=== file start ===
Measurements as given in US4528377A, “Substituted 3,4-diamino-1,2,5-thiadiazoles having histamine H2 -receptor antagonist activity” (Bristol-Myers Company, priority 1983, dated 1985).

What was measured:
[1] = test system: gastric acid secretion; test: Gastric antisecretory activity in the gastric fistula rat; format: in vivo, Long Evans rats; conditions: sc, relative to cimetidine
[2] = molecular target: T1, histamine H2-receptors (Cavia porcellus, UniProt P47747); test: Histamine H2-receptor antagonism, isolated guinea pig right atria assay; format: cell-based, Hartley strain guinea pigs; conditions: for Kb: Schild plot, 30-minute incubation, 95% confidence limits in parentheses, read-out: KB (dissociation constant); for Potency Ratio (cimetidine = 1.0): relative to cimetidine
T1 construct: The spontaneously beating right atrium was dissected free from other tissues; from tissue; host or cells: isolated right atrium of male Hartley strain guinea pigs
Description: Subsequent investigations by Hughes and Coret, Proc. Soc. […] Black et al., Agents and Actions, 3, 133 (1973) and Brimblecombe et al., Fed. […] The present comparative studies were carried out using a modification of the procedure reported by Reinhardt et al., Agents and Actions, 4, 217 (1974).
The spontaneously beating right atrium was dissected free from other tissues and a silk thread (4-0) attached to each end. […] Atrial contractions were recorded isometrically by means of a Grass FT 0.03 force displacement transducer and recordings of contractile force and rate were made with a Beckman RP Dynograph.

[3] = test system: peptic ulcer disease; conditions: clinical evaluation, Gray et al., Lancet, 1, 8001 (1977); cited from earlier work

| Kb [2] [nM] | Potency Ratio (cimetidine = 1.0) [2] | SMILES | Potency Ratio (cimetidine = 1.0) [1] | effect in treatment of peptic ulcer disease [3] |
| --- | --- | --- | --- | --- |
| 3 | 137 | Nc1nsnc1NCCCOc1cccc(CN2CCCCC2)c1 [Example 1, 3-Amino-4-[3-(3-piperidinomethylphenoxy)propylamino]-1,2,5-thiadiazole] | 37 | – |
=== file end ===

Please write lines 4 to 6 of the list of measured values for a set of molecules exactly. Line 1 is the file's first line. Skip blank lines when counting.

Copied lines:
[2] = molecular target: T1, histamine H2-receptors (Cavia porcellus, UniProt P47747); test: Histamine H2-receptor antagonism, isolated guinea pig right atria assay; format: cell-based, Hartley strain guinea pigs; conditions: for Kb: Schild plot, 30-minute incubation, 95% confidence limits in parentheses, read-out: KB (dissociation constant); for Potency Ratio (cimetidine = 1.0): relative to cimetidine
T1 construct: The spontaneously beating right atrium was dissected free from other tissues; from tissue; host or cells: isolated right atrium of male Hartley strain guinea pigs
Description: Subsequent investigations by Hughes and Coret, Proc. Soc. […] Black et al., Agents and Actions, 3, 133 (1973) and Brimblecombe et al., Fed. […] The present comparative studies were carried out using a modification of the procedure reported by Reinhardt et al., Agents and Actions, 4, 217 (1974).